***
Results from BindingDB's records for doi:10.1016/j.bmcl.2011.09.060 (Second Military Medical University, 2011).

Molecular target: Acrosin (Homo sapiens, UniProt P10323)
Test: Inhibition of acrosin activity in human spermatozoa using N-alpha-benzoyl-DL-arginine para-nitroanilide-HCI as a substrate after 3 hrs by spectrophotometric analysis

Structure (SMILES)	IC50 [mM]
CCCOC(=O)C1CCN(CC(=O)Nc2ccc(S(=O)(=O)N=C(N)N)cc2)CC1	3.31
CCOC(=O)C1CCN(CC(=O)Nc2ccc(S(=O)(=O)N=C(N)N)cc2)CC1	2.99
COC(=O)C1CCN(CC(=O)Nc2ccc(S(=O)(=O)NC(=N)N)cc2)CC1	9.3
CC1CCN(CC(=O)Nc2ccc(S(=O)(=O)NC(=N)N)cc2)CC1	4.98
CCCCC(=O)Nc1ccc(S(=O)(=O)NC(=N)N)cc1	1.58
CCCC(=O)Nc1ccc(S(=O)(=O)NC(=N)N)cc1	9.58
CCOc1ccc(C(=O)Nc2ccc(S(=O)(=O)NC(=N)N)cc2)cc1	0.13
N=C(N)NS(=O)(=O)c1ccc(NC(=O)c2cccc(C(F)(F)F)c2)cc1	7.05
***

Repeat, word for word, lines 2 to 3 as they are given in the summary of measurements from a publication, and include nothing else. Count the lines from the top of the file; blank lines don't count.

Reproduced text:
Molecular target: Acrosin (Homo sapiens, UniProt P10323)
Test: Inhibition of acrosin activity in human spermatozoa using N-alpha-benzoyl-DL-arginine para-nitroanilide-HCI as a substrate after 3 hrs by spectrophotometric analysis